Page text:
Joan Scott, Gender: A Useful Category of Historical Analysis

Scott asserts that in order to a full comprehensive view of the history of gender, gender must be examined from all sides. Different gender concepts within different levels of class must be taken into account. Class has more clarity than gender or race. It has clearer rule, boundaries, and components; and with these more easily defined elements, race and gender can better be understood, as long as class is accounted for and examined clearly. Scott also states that one problem most theorist, scholars, historian, etc. have when they discuss theory, is that there is no “unifying theory” . Mostly there is just discussion; no argument. And with the discussion of gender there area couple of classic view points that are always used when discussing gender. Usually the stance is either the Marxist view point or the social one, according to Scott. She feels that the problem with the Marxist view is that it’s a too material way of looking at gender; and the problem with the social view is that those who study gender in a social construct, usually only focus on one gender  (usually women) separate from the other. This problem shows the tendency of gender studies to be women studies. Even though realistically, gender studies should not be a pseudonym for female studies, and for a fully encompassing understanding of gender history, all aspects of gender needs to be discussed and incorporated into all fields of history.

Davis vs Finlay on Guerre

Robert Finlay writes his article as a review of Natalie Davis’s book, The Return of Martin Guerre. Finlay likes Davis’s writing, but has a few problems with it. His main problem is that he disagrees with the fact that Davis fills in a lot of the story with her own opinions and interpretations because of lack of evidence. Finlay feels that Davis just assumes the point of the wife, that she was in on the her husband’s identity theft, but that Davis has no way to prove that this was the case and that this is quite assumption to make with no basis. He feels this is wrong to do as a historian, and that this makes the credibility of the entire book falls apart. He finds the book inventive, imaginative, beautifully argued, and unique in how different it is from other works on Guerre. Despite this praise, he still feels that this inventiveness is a problem for a work of nonfiction.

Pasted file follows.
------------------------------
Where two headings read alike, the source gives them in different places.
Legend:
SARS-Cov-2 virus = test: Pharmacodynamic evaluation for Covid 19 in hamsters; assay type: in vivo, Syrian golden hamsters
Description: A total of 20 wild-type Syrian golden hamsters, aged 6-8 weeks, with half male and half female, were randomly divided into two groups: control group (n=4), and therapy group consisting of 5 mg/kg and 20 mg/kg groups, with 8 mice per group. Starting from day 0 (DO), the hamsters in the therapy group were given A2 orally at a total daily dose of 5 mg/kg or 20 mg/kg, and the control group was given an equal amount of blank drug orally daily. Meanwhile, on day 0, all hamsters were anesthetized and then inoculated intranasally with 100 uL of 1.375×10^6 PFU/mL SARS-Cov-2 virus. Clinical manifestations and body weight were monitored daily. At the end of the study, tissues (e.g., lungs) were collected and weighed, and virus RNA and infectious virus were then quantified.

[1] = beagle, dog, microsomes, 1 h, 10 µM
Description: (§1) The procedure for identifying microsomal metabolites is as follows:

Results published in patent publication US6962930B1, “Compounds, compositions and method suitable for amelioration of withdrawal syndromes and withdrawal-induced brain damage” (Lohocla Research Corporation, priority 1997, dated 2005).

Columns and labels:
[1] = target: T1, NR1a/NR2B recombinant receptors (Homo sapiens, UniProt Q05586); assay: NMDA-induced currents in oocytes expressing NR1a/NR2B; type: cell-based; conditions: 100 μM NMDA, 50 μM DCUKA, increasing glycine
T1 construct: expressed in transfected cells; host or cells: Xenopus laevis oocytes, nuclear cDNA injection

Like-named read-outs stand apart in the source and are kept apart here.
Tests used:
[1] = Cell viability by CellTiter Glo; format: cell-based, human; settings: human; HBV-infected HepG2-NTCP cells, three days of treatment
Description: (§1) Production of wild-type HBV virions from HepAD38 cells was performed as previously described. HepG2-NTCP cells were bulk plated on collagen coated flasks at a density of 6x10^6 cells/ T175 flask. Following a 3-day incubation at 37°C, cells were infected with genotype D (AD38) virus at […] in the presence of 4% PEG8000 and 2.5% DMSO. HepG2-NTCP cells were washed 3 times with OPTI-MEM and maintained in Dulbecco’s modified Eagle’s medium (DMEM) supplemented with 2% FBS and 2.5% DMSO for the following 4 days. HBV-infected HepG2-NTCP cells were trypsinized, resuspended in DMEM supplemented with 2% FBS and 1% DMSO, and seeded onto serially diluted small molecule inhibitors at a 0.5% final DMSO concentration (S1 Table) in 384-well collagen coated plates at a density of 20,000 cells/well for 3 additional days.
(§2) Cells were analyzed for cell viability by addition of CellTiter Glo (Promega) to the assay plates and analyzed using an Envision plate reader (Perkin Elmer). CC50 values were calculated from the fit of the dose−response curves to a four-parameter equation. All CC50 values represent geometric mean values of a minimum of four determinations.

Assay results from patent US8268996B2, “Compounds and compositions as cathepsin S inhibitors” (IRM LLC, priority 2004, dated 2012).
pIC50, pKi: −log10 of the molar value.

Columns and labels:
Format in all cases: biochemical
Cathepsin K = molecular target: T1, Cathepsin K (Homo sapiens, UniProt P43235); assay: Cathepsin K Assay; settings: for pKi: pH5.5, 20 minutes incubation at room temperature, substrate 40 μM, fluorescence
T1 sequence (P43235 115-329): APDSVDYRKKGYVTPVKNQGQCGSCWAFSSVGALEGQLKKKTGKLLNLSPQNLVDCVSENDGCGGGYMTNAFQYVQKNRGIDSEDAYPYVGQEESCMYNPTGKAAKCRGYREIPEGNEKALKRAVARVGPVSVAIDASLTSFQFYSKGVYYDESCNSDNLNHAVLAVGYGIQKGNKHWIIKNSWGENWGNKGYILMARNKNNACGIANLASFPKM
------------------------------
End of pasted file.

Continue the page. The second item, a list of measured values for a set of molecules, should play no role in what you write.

Davis responds in an article to Finlay’s article. Her defense against Finlay’s criticisms is that she informs the reader in the beginning of the book, as well as any time within the book that she is forced to assume certain points due to lack of sources. She also states that her assumptions are educational guesses; ones that she feels were probably the most likely cases. Davis has a point when she says this. Its hard to critique a book for doing the very thing that the author warns you is going to be done. When the author warns the reader before the book even starts that there are some elements to the story that are not based on actual evidence, as there are missing records. To take that warning and then still complain about it is unwarranted and a bit unnecessary.

Graften: Proof and Persuasion in History

Graften’s Proof and Persuasion in History is an intellectual history work. In it Graften discusses the history and phenomenon of footnotes. He mentions that footnotes at first were used by the elite, as it became a fashionable practice among them. It wasn’t until Gibbon and de Thou’s use of footnotes that they really became popular among all types of people. Graften also discusses the different ways footnotes are used, including but not limited to; contributing to the narrative, contradicting or making counter points for an argument, and sourcing the information stated above. They are also often used to just attract attention. The Italians even used them to have hidden political meaning by including sources written by political allies, and excluding sources written by enemies. By showing these different examples of uses, Graften helps illustrate the fluidity of footnotes and their uses and the complexity that they can have. Also by doing this and discussing their history and evolution, Graften helps teach readers how footnotes can be used and applied in their own work and analysis.